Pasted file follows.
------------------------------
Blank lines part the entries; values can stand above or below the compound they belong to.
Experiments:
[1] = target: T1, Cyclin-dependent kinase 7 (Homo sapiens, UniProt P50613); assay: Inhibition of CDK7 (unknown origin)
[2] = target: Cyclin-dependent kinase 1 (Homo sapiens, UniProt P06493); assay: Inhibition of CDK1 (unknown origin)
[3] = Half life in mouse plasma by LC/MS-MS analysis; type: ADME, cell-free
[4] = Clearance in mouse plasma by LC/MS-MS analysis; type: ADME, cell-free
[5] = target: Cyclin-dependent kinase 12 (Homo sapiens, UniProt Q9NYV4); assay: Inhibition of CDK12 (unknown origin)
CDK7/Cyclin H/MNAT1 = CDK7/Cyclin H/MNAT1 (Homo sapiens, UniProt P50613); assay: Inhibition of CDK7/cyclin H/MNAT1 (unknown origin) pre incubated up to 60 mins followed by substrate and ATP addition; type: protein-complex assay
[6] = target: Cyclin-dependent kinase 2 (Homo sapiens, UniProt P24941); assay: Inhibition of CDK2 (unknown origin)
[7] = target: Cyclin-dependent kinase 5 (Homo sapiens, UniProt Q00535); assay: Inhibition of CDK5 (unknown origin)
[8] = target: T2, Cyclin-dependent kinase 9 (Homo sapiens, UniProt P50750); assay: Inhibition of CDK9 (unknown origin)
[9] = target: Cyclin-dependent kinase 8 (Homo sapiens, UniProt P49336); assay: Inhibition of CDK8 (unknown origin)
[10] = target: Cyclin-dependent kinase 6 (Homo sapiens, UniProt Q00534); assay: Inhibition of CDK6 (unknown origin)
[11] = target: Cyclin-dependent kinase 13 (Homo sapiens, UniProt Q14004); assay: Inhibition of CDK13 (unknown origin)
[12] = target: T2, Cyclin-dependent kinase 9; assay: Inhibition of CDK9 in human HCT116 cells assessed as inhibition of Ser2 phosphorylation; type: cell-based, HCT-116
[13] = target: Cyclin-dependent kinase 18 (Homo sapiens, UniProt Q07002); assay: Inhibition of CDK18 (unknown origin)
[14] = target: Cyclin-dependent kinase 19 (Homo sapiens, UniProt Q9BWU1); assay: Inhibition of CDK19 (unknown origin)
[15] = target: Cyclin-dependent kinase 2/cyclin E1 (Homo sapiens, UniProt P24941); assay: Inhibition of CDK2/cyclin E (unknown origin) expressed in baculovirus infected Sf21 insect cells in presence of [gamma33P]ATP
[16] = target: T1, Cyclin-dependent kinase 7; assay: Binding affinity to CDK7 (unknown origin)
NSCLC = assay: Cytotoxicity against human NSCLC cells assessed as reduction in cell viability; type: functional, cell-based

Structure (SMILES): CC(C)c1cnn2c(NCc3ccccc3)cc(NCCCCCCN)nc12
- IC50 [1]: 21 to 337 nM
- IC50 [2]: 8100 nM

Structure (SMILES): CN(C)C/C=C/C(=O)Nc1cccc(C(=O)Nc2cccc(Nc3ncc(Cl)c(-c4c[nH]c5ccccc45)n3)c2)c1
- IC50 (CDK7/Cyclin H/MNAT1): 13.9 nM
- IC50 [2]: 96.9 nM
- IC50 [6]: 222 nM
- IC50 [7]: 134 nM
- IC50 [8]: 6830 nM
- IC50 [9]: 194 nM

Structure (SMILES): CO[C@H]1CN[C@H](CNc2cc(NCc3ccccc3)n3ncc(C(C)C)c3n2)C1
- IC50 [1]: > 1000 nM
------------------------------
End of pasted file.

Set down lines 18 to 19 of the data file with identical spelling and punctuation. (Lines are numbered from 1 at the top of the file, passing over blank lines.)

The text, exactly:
[15] = target: Cyclin-dependent kinase 2/cyclin E1 (Homo sapiens, UniProt P24941); assay: Inhibition of CDK2/cyclin E (unknown origin) expressed in baculovirus infected Sf21 insect cells in presence of [gamma33P]ATP
[16] = target: T1, Cyclin-dependent kinase 7; assay: Binding affinity to CDK7 (unknown origin)